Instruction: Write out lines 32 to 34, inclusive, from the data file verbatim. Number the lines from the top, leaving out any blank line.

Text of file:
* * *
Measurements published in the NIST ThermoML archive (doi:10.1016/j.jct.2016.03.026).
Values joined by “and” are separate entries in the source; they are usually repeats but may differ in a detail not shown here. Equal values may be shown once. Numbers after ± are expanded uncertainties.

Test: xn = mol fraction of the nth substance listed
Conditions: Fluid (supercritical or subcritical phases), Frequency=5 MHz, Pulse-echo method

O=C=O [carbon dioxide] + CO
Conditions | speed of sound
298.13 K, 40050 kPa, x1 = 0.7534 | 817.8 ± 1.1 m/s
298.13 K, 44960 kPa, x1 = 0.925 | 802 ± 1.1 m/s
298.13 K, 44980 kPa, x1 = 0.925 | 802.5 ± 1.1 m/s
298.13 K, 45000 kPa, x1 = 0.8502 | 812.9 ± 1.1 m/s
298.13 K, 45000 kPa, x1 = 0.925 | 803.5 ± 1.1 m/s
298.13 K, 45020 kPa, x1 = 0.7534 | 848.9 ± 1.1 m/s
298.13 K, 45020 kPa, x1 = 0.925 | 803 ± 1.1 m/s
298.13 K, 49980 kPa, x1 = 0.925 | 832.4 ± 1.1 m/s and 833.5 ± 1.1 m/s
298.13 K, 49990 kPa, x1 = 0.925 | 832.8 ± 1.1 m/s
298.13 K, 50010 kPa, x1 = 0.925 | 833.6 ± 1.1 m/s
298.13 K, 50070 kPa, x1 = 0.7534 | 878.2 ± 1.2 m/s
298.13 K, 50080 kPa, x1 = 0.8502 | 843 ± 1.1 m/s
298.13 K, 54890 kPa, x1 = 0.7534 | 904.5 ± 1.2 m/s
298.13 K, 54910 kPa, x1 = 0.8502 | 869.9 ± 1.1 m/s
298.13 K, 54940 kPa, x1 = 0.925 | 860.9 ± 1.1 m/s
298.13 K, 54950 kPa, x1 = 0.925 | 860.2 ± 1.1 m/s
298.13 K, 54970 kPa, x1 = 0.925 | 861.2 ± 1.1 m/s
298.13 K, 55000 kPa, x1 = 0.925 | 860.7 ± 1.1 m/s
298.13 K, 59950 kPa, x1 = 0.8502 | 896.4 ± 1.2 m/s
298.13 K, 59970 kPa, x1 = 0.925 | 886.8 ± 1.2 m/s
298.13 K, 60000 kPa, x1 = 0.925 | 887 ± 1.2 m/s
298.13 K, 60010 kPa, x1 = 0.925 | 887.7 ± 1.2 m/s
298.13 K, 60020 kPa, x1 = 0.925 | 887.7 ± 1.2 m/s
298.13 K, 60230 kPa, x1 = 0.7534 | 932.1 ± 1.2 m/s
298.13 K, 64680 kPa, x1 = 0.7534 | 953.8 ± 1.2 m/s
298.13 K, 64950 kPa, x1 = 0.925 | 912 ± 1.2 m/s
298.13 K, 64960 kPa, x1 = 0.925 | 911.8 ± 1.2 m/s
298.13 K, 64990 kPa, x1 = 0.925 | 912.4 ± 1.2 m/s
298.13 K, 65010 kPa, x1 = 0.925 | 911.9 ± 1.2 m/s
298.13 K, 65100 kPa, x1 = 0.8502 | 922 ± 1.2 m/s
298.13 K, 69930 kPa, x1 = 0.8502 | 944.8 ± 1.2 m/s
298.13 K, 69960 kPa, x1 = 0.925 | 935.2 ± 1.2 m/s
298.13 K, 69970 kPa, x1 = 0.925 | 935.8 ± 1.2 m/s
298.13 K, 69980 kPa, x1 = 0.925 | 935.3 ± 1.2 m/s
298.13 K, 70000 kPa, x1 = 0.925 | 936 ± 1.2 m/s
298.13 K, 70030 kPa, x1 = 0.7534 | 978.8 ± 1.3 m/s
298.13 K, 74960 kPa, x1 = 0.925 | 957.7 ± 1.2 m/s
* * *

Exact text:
298.13 K, 64950 kPa, x1 = 0.925 | 912 ± 1.2 m/s
298.13 K, 64960 kPa, x1 = 0.925 | 911.8 ± 1.2 m/s
298.13 K, 64990 kPa, x1 = 0.925 | 912.4 ± 1.2 m/s